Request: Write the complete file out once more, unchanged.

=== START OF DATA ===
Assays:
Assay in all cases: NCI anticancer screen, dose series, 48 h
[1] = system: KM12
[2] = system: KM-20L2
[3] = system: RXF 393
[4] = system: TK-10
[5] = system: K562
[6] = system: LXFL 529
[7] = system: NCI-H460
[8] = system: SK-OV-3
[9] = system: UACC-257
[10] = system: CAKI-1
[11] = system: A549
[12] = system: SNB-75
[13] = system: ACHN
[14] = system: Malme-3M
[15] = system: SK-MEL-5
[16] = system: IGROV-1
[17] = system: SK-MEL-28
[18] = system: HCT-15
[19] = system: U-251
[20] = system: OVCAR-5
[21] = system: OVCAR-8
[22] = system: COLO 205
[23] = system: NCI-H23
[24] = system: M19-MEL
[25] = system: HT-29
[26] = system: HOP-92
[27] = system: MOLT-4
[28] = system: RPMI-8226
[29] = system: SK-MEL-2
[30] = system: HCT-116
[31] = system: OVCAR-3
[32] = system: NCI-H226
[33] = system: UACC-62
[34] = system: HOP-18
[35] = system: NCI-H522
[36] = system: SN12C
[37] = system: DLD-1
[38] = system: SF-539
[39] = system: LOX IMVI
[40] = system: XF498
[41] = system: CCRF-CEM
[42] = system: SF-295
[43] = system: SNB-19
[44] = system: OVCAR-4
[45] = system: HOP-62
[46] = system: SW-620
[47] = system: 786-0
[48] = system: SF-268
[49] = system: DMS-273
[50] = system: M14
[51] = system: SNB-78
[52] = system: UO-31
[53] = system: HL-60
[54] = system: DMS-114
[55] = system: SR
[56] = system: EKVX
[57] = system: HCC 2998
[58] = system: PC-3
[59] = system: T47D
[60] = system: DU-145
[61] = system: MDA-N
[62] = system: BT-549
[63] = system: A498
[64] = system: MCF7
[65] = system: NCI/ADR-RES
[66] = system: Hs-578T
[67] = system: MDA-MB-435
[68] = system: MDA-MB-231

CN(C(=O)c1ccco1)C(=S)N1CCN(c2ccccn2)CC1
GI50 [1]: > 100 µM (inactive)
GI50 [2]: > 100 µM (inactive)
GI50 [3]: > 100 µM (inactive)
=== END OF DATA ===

Assays:
Assay in all cases: NCI anticancer screen, dose series, 48 h
[1] = system: KM12
[2] = system: KM-20L2
[3] = system: RXF 393
[4] = system: TK-10
[5] = system: K562
[6] = system: LXFL 529
[7] = system: NCI-H460
[8] = system: SK-OV-3
[9] = system: UACC-257
[10] = system: CAKI-1
[11] = system: A549
[12] = system: SNB-75
[13] = system: ACHN
[14] = system: Malme-3M
[15] = system: SK-MEL-5
[16] = system: IGROV-1
[17] = system: SK-MEL-28
[18] = system: HCT-15
[19] = system: U-251
[20] = system: OVCAR-5
[21] = system: OVCAR-8
[22] = system: COLO 205
[23] = system: NCI-H23
[24] = system: M19-MEL
[25] = system: HT-29
[26] = system: HOP-92
[27] = system: MOLT-4
[28] = system: RPMI-8226
[29] = system: SK-MEL-2
[30] = system: HCT-116
[31] = system: OVCAR-3
[32] = system: NCI-H226
[33] = system: UACC-62
[34] = system: HOP-18
[35] = system: NCI-H522
[36] = system: SN12C
[37] = system: DLD-1
[38] = system: SF-539
[39] = system: LOX IMVI
[40] = system: XF498
[41] = system: CCRF-CEM
[42] = system: SF-295
[43] = system: SNB-19
[44] = system: OVCAR-4
[45] = system: HOP-62
[46] = system: SW-620
[47] = system: 786-0
[48] = system: SF-268
[49] = system: DMS-273
[50] = system: M14
[51] = system: SNB-78
[52] = system: UO-31
[53] = system: HL-60
[54] = system: DMS-114
[55] = system: SR
[56] = system: EKVX
[57] = system: HCC 2998
[58] = system: PC-3
[59] = system: T47D
[60] = system: DU-145
[61] = system: MDA-N
[62] = system: BT-549
[63] = system: A498
[64] = system: MCF7
[65] = system: NCI/ADR-RES
[66] = system: Hs-578T
[67] = system: MDA-MB-435
[68] = system: MDA-MB-231

CN(C(=O)c1ccco1)C(=S)N1CCN(c2ccccn2)CC1
GI50 [1]: > 100 µM (inactive)
GI50 [2]: > 100 µM (inactive)
GI50 [3]: > 100 µM (inactive)